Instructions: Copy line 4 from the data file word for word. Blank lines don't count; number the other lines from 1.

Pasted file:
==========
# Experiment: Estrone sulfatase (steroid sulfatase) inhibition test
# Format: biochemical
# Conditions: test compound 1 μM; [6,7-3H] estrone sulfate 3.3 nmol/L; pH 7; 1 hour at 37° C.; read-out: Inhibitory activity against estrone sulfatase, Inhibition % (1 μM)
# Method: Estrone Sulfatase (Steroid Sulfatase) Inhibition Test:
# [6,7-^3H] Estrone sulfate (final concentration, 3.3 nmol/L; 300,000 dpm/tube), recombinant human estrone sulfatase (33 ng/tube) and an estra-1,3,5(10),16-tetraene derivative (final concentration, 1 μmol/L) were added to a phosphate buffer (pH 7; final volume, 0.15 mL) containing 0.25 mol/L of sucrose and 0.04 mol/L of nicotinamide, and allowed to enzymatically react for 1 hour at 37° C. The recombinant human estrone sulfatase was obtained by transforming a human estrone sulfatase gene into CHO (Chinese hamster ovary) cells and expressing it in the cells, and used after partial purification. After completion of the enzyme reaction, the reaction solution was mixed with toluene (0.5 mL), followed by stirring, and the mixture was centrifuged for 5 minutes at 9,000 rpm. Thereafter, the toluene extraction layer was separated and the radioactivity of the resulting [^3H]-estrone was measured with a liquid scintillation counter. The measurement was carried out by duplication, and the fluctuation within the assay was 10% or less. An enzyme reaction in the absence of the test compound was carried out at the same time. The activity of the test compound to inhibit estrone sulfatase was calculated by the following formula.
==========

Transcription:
# Method: Estrone Sulfatase (Steroid Sulfatase) Inhibition Test: